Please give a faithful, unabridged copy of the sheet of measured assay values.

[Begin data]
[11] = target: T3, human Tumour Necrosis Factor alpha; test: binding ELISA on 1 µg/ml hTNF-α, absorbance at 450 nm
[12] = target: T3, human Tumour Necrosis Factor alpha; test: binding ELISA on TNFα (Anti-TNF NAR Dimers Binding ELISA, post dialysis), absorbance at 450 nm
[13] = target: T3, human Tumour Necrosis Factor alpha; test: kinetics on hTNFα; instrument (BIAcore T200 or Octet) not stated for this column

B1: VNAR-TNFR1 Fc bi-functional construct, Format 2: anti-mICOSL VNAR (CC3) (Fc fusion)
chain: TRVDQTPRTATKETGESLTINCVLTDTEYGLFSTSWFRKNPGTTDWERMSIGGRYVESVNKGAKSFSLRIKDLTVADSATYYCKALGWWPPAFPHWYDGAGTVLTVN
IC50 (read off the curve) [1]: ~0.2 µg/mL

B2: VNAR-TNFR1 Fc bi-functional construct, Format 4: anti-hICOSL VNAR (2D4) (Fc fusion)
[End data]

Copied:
[11] = target: T3, human Tumour Necrosis Factor alpha; test: binding ELISA on 1 µg/ml hTNF-α, absorbance at 450 nm
[12] = target: T3, human Tumour Necrosis Factor alpha; test: binding ELISA on TNFα (Anti-TNF NAR Dimers Binding ELISA, post dialysis), absorbance at 450 nm
[13] = target: T3, human Tumour Necrosis Factor alpha; test: kinetics on hTNFα; instrument (BIAcore T200 or Octet) not stated for this column

B1: VNAR-TNFR1 Fc bi-functional construct, Format 2: anti-mICOSL VNAR (CC3) (Fc fusion)
chain: TRVDQTPRTATKETGESLTINCVLTDTEYGLFSTSWFRKNPGTTDWERMSIGGRYVESVNKGAKSFSLRIKDLTVADSATYYCKALGWWPPAFPHWYDGAGTVLTVN
IC50 (read off the curve) [1]: ~0.2 µg/mL

B2: VNAR-TNFR1 Fc bi-functional construct, Format 4: anti-hICOSL VNAR (2D4) (Fc fusion)